Posts Tagged ‘conditioning’


I’m going to start off this post by warning you, the reader, that this is going to be a rare post which focuses on an experience which occurred in my life this week, rather than a strictly informative post.

I generally get about 5-7 days of resistance training in a week (some conditioning, some strength/power training, the breakdown of which is based on which training phase I’m in). Generally I workout on my own, which suits me nicely. I don’t have to worry about another person’s schedule. I get to program the way I want. I have my own quiet time with my thoughts.

But sometimes I find it difficult to push myself in conditioning. Since I do all my own programming and am not directly monitored by a coach, it would be really easy for me to skip workouts here and there, or to dog it. I’m proud to say that I can’t remember the last time I skipped a workout simply because I didn’t want to do it. But, the bottom line is, it’s harder to push yourself when you’re on your own than it is when a parter is there spurring you on.

For those of you who don’t know, the CrossFit open started recently. 2 workouts have been released, 13.1 and 13.2. I decided that I wanted to do all the workouts this year, but that I would modify certain workouts if necessary. Since I am very much against high rep Olympic lifting, I had to modify 13.1, which was a burpee and snatch workout. Today I did the 13.2 workout with no modifications. It was as follows:

5 x 115# shoulder-to-overhead
10 x 115# deadlift
15 x 24 inch box jumps
(as many reps as possible in 10 mins)

I work and workout at a YMCA gym. There are a few CrossFitters around the gym, including a guy who I will call “Tony”. Tony trains at a CrossFit gym, and mostly comes to the Y to do midday stretching. He has completed at least one Ironman that I know of, and several distance runs. We chat from time to time about our workouts. I mentioned to him before I started my workout today that I was going to do 13.2. He gave me a few tips having already done the workout himself at his CrossFit gym.

After chatting about the workout for a few minutes, we went our separate ways. I did my lacrosse ball work, foam rolling, and dynamic stretching. Since I was planning on doing the workout by myself, I collected a pile of 2.5# plates which I intended to use to help myself remember how many rounds I had completed.

I wasn’t too worried about this workout. It looked waaaay easier on paper than 13.1. 10 minutes is short, and I knew 115# wouldn’t be a problem for me to throw around. About 2 minutes into the workout I realized that it was going to be more challenging than I thought. “Ah well,” I said to myself. “You’re used to pushing yourself through conditioning, you’ll getter done”. Just as I was making this realization that the workout was going to be a lot more challenging than I thought, something really cool happened.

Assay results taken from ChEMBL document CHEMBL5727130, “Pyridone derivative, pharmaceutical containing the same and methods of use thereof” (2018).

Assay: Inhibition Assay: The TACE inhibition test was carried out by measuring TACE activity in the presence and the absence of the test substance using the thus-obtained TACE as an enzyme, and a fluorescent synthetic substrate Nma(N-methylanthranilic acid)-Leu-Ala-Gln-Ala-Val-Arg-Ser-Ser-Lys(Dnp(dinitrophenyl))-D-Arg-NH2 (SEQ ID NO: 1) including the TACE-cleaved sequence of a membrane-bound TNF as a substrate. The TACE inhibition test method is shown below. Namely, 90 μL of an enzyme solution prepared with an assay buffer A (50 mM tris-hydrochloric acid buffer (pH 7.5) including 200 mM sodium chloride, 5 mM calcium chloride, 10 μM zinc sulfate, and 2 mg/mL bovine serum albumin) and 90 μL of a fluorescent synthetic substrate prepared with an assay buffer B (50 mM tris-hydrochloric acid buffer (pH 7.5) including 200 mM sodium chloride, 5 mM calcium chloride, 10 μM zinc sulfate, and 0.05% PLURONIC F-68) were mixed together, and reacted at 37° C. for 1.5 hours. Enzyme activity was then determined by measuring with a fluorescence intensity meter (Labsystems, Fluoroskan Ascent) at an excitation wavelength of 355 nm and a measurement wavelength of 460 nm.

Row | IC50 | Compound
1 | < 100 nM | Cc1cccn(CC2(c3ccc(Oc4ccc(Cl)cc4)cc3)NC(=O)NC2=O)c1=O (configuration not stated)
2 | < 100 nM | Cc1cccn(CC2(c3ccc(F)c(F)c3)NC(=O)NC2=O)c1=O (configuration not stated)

Tony, unprompted, came up and started to coach me through. He stayed for the last 8 minutes of the workout. He helped move the bar and count the reps, but most of all he helped push me through. Telling me to pick the bar up again. Telling me I was allowed to take 5 breaths and then start a new round. Having not had anyone there to push me through a workout in a long time, I couldn’t believe how much it helped. I listened to him, and definitely pushed harder than I would have had I been alone.

It really meant a lot to me that he did that, and as much as I blast CrossFit in some of my posts, as far as I have seen supporting your fellow exercisers during workouts is commonplace in CrossFit. I finished the workout surpassing the goal I had set for myself (scored 220 for those of you know know the workout), and I know Tony was a large part of that.

The whole ordeal just reminded me how important good training partners are. They will push you further, help you to correct things, and keep you motivated. We should all go into our workouts with the “all go” philosophy in mind, but that doesn’t mean that we can’t all benefit from some encouragement.


I guess this post is ultimately a love letter to training parters. If you are part of a team or training group, don’t underestimate how much your encouragement and kind words help your teammates. On the other side of the coin, realize that your success is due in part to their presence. Take care of your training partners, and be a good training partner yourself. Even if your sport, like mine, is an individual competition rather than a team one, your training partners do a lot more than you might realize to help you succeed. #allgo


Don’t fall into the trap of thinking that your conditioning programming (as opposed to strength/power programming) has to be super fancy. Especially if you are focusing on energy systems rather than muscular endurance, you don’t need to have a workout containing 12 different complicated movements. In fact, having too many complex movements in a workout where you will be trying to complete them while extremely fatigued can be a recipe for an injury. Keep it simple. Focus on a small number of movements in a workout, and try to choose options where either a) form breakdown is not extreme (ie box jumps), or b) form breakdown will not result in a huge potential for injury (ie burpees). #allgo

Had a bit of a challenge programming conditioning today for myself. My legs were dead from a thruster conditioning session yesterday and heavy power cleans and front squats the day before. I don’t like upper-body focused conditioning sessions because they are just plain easier than ones which use the lower body, especially when it comes to aerobic demand. Worked out this little number.

7 rounds for time (no breaks) of:
row 500 meters,
6 barbell push press at 135

Once all rounds have been completed, immediately do 30 box jump burpees with no rest.